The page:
The Twelve Tasks of Asterix was an animated movie which was also adapted as a storybook, and released (in the UK, at least) alongside the other Asterix comic books.

However, the content of the story is quite fantastical (even by the standards of the series in general). Do the events of the story fit into the (admittedly loose) continuity established by the rest of the comic books? To put it another way, do the events of 'Twelve Tasks' take place in the same 'universe' as the rest of the books? Does anyone have any commentary from Goscinny or Uderzo on this?

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    What do you mean by canonicity? Goscinny or Uderzo wrote the screenplay themselves.
    – bobbyalex
    Mar 11, 2015 at 8:35
  • Thanks! I've added the sentence 'Do the events of the story fit into the continuity established by the rest of the comic books?' to explain what I was trying to get at. Mar 11, 2015 at 8:48
  • Well, there is really no continuity between the comics. The events of one comic are almost never referenced in any of the others (save for a few).
    – bobbyalex
    Mar 11, 2015 at 8:56
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    Although the Asterix books are not focused on continuity, events in the books do reference those in other books. There are multiple examples of this. I'm going to rephrase the question about whether the events of 'Twelve Tasks' take place in the same 'universe' as the rest of the books. Mar 11, 2015 at 9:04
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    The one thing which always bugged me was that Julius Caesar basically admitted that the Gauls are gods in the end, and symbolically gave them dominion by handing the chief his laurel leaves. But any other book following that one started with the Gaulish village still wanting to be conquered by the Romans. As Bobby Alexander said, there's not much continuity between the books, but this one event seems to stand out from the rest of the discontinuities.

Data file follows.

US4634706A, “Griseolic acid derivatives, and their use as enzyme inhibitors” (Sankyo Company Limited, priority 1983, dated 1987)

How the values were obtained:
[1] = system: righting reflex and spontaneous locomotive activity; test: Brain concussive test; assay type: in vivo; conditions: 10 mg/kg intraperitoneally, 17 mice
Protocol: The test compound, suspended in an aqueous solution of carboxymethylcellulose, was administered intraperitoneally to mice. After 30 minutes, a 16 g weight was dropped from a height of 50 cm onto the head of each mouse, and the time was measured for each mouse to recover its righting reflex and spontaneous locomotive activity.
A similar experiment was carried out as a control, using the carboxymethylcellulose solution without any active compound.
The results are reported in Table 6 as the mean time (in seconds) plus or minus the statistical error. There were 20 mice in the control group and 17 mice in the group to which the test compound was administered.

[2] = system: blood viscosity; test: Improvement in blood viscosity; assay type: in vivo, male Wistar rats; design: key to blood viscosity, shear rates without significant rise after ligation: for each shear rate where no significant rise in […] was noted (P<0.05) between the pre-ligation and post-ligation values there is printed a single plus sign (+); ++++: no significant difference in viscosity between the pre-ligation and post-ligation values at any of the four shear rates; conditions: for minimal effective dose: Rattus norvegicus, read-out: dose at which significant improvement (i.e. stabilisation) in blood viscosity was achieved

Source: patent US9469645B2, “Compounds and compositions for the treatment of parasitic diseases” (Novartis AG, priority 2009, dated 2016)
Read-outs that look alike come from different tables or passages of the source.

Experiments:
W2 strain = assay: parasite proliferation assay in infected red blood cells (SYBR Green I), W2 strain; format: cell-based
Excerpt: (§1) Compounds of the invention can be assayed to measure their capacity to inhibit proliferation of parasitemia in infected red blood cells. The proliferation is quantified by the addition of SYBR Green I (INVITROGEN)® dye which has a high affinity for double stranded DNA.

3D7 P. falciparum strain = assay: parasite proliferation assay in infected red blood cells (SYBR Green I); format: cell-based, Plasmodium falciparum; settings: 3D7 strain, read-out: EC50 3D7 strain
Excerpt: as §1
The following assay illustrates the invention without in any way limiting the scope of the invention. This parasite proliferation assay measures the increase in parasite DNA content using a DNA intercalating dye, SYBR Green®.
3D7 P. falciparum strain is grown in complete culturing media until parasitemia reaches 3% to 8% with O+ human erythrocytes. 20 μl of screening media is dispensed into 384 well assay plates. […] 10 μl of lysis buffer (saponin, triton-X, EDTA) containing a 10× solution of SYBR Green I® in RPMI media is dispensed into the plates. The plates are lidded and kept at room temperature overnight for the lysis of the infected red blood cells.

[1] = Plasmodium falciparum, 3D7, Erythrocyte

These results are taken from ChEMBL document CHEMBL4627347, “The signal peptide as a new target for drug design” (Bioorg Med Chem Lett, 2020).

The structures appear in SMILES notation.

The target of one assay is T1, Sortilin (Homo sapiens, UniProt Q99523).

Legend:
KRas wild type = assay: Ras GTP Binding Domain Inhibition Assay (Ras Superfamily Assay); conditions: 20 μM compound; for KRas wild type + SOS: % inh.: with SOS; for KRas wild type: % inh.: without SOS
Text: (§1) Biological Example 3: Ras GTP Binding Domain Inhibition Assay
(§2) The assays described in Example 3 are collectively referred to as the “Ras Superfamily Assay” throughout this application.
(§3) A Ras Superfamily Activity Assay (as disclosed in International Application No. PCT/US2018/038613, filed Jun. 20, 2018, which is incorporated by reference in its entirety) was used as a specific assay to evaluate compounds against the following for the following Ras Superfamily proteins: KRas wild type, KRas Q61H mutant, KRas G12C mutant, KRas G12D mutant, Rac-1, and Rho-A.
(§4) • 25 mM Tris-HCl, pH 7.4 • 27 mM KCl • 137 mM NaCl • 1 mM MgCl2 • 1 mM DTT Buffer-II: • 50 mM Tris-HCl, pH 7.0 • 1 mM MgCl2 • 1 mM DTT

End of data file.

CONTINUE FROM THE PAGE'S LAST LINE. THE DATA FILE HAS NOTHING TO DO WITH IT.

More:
– nine9
    Mar 12, 2015 at 6:11

1 Answer 1


The question is actually anticipated in the movie, which is a nice touch.

From Wikipedia:

After the Gauls succeed in every task, Caesar agrees that they are gods, gives them control of the Roman Empire, and retires to live with Cleopatra in a little house in the country. Caius Tiddlus takes his reward by retiring to the Isle of Pleasure. In the village's celebration, Obelix asks Asterix if the Gauls really did conquer Rome. Asterix tells him that everything that happened to them was a mere cartoon, in which everything is possible. Obelix takes advantage of this and teleports himself and his wild boar meat to the Isle of Pleasure, where he is finally able to enjoy himself.

So, from an in-universe point of view the events of The Twelve Tasks of Asterix simply don't matter.

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    This is kind of an interesting take on the outcome of the 12 tasks... I always thought they were a bit odd in comparison to the rest of stories - in none of the other books do I recall Caeser or any of the Romans capitulating in such a comprehensive fashion. I never really contemplated it heavily though... GLAD you asked the question - and even MORE glad you gave this answer!
    – kiltannen
    Nov 11, 2018 at 1:52
  • Thanks @kitkannen - I do contemplate these things heavily!! :-) Nov 11, 2018 at 14:12
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    I rememer getting this en.wikipedia.org/wiki/Asterix_and_the_Falling_Sky when it came out (in French). There are some fantastic Asterix books! Jun 16, 2020 at 12:00

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